Matt Coops Mt Difficulty Race Report

Race 7 of the ANZ Skyrunning series: Mt Difficulty – Cromwell, New Zealand – 45km/3200m+/-

A quick summary… Race starts and finishes at a winery, the RD recommends wearing footy boots on course and his final words are ‘make sure you close any gates you come through. We don’t want to lose any sheep out there’.

I was definitely looking forward to this play!

The run starts with about 5-6km of single trail/farm trail with a couple of gates to jump over and a short little steep climb (known as nipple hill) of a few hundred metres up AND and pretty steep, rocky technical descend on the other side. I quite often like to taste the air of the mountain on a new run, so found myself up front in a good pack with some classy runners. After an initial little play, we begin the first real climb of the course… and ‘climb’ it was. About 500m gain over 1km, pretty steep country but was quite easy to get grip on and smelt – amazing!

The mountain sides here are lined with Thyme and because your body’s so close to the ground, you sure get a good smell of it. Once up, you get some amazing scenery and sheep track ridge running which I should say was some of the most scenic I have been on in Aus/NZ trail. Pretty much a 360 degree vista of the Cromwell valley.

A steep technical downhill and you finish a 10km loop back where you started climbing.

At the 16km mark there is a nice undulating run along the river but it only lasts a short while before you begin the second climb of the day. I am not great with numbers but I remember Terry (the RD) mentioning it something like 1100m ascent over 3km. Pretty much a VK race at the half way point of a marathon…nice!

This was without doubt a climb unlike any other mountain marathon I have done before. Steep, sheer and straight up. Trail non existent – you are following a well flagged course marking up through what is called true wild and rugged goat country (although, I think there are sheep here… and flamin’ fit ones at that!).

Reaching the high point of the course at about 1,500m, you feel like you could be at about 3,000m! Amazing ridge lined, snow capped peaks all round. Still a dusting of snow on top but nothing requiring any real snow technique. From here, the actual running really begins. About 14km of undulating cattle road (grassy kinda 4wd trail) along the higher section of the course. The kind of trail on fresh legs you’d run easy but on legs that have seen the previous steep ascents… a little harder.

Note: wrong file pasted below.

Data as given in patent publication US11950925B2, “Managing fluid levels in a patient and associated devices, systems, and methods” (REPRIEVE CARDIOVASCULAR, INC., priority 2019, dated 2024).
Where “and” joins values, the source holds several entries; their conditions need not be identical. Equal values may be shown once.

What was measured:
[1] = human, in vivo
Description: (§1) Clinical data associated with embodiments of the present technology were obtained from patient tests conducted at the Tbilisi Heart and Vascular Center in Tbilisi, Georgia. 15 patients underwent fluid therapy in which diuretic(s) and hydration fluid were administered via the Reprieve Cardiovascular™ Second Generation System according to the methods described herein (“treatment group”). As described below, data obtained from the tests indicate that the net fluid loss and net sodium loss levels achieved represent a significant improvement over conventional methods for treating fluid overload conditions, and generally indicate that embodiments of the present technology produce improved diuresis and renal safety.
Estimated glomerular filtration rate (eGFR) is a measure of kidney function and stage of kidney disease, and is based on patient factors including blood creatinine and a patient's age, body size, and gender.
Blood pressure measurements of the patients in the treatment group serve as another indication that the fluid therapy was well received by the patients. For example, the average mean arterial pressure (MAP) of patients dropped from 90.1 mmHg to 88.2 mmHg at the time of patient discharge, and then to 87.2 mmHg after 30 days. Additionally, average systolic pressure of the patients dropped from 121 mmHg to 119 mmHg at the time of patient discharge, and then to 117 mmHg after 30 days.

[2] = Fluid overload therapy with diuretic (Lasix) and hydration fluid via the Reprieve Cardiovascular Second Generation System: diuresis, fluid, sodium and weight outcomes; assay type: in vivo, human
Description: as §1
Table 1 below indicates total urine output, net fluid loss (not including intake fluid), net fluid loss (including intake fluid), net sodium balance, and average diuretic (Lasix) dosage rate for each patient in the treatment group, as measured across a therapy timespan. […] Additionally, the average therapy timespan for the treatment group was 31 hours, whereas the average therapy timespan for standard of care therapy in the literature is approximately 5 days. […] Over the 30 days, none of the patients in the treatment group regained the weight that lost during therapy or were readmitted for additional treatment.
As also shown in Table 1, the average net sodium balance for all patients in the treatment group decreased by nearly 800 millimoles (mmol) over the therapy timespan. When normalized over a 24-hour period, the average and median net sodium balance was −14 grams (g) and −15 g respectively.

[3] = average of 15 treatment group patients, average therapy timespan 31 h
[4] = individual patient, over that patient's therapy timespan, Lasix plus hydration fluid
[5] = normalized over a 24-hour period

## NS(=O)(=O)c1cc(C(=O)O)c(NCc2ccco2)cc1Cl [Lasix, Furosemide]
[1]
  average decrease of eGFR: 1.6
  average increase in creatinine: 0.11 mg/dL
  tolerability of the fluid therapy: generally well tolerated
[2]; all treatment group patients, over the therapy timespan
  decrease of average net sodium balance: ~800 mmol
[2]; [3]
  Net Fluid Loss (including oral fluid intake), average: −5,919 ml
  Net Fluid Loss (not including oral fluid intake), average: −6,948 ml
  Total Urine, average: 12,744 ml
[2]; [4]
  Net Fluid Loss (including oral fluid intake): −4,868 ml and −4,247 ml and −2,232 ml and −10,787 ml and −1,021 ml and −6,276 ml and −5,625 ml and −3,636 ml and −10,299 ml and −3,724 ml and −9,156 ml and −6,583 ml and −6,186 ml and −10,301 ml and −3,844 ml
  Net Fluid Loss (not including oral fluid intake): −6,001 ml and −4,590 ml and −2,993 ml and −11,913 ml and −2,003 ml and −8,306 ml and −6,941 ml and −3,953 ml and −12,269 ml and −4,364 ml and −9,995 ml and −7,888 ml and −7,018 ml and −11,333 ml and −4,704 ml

The top 5 of us where all pretty close to each other at this stage still.

Aid stations are a plenty on the run, all about 5-8kms apart, pretty minimal with just the necessary water, electrolyte mixes (some offering potato chips/hot chocolate). A note for runners looking to take this event on, take Terry’s word in packing the right gear (as per the mandatory list), as although these mountains aren’t too high, being this low in the Southern Hemisphere it doesn’t take much to get a blistery cold wind cut through you on the top section.

At about the 35k mark, everything starts to look a little more colourful as you find yourself at the top of a long descent back down to the finish line. Pretty much mostly cattle 4wd trail, pretty smooth going finishing with a ‘twist’ – literally where the final 2kms weave in – out and around old mining grounds that give you that sense of single trail playing one last time.

For me, crossing the finish line in 5;12hrs (well ahead of where I thought I’d be at this stage in my training and not such a good nutrition plan), placing 5th behind some amazingly strong runners including Chris Forne (4;49hrs), Martin Kern (5;02hrs), Loughlin Kennedy (5;04hrs) and Sam McCutcheon (5;08hrs) I was definitely happy with my time out in the mountain.

In the ladies race it was on for young and old with 1st going to Louise Clifton (6:28:18), 2nd Sandrine Douarin (6:34:08) and 3rd Maureen Stachowicz (6:43:43).